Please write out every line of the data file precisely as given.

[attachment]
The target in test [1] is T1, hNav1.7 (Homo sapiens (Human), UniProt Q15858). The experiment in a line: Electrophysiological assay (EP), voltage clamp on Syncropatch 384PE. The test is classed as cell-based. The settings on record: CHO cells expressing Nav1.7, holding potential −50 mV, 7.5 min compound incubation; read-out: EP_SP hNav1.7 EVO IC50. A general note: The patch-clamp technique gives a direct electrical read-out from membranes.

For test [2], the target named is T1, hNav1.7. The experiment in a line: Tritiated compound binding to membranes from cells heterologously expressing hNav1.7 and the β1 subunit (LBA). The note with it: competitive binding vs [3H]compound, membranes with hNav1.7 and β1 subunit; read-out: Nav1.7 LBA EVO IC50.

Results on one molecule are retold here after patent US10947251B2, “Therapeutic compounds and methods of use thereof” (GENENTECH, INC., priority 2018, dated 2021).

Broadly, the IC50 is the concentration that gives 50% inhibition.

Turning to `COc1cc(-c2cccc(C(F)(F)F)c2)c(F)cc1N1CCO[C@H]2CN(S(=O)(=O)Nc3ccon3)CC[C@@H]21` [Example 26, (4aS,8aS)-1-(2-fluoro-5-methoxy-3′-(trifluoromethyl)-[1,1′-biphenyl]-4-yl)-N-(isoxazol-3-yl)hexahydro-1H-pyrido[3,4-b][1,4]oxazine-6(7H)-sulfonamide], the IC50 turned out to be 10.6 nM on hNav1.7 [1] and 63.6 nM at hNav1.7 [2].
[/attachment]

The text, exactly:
The target in test [1] is T1, hNav1.7 (Homo sapiens (Human), UniProt Q15858). The experiment in a line: Electrophysiological assay (EP), voltage clamp on Syncropatch 384PE. The test is classed as cell-based. The settings on record: CHO cells expressing Nav1.7, holding potential −50 mV, 7.5 min compound incubation; read-out: EP_SP hNav1.7 EVO IC50. A general note: The patch-clamp technique gives a direct electrical read-out from membranes.

For test [2], the target named is T1, hNav1.7. The experiment in a line: Tritiated compound binding to membranes from cells heterologously expressing hNav1.7 and the β1 subunit (LBA). The note with it: competitive binding vs [3H]compound, membranes with hNav1.7 and β1 subunit; read-out: Nav1.7 LBA EVO IC50.

Results on one molecule are retold here after patent US10947251B2, “Therapeutic compounds and methods of use thereof” (GENENTECH, INC., priority 2018, dated 2021).

Broadly, the IC50 is the concentration that gives 50% inhibition.

Turning to `COc1cc(-c2cccc(C(F)(F)F)c2)c(F)cc1N1CCO[C@H]2CN(S(=O)(=O)Nc3ccon3)CC[C@@H]21` [Example 26, (4aS,8aS)-1-(2-fluoro-5-methoxy-3′-(trifluoromethyl)-[1,1′-biphenyl]-4-yl)-N-(isoxazol-3-yl)hexahydro-1H-pyrido[3,4-b][1,4]oxazine-6(7H)-sulfonamide], the IC50 turned out to be 10.6 nM on hNav1.7 [1] and 63.6 nM at hNav1.7 [2].